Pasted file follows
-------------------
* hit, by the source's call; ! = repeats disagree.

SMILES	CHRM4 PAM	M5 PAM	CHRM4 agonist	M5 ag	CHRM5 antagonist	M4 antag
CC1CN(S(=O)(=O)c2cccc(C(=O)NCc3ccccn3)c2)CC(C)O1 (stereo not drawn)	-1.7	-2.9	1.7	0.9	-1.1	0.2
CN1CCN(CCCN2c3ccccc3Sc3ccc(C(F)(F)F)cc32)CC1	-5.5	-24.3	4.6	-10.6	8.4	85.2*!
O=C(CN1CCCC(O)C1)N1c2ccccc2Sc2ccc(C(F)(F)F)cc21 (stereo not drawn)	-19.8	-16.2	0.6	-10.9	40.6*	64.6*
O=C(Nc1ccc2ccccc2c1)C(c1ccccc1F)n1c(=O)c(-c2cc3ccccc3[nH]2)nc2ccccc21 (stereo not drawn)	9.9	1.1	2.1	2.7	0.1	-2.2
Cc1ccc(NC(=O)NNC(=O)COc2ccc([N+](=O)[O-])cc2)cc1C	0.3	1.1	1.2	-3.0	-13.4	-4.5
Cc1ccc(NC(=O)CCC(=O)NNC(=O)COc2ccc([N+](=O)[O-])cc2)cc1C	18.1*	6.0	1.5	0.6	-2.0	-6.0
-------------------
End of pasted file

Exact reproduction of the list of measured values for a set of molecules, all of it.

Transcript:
* hit, by the source's call; ! = repeats disagree.

SMILES	CHRM4 PAM	M5 PAM	CHRM4 agonist	M5 ag	CHRM5 antagonist	M4 antag
CC1CN(S(=O)(=O)c2cccc(C(=O)NCc3ccccn3)c2)CC(C)O1 (stereo not drawn)	-1.7	-2.9	1.7	0.9	-1.1	0.2
CN1CCN(CCCN2c3ccccc3Sc3ccc(C(F)(F)F)cc32)CC1	-5.5	-24.3	4.6	-10.6	8.4	85.2*!
O=C(CN1CCCC(O)C1)N1c2ccccc2Sc2ccc(C(F)(F)F)cc21 (stereo not drawn)	-19.8	-16.2	0.6	-10.9	40.6*	64.6*
O=C(Nc1ccc2ccccc2c1)C(c1ccccc1F)n1c(=O)c(-c2cc3ccccc3[nH]2)nc2ccccc21 (stereo not drawn)	9.9	1.1	2.1	2.7	0.1	-2.2
Cc1ccc(NC(=O)NNC(=O)COc2ccc([N+](=O)[O-])cc2)cc1C	0.3	1.1	1.2	-3.0	-13.4	-4.5
Cc1ccc(NC(=O)CCC(=O)NNC(=O)COc2ccc([N+](=O)[O-])cc2)cc1C	18.1*	6.0	1.5	0.6	-2.0	-6.0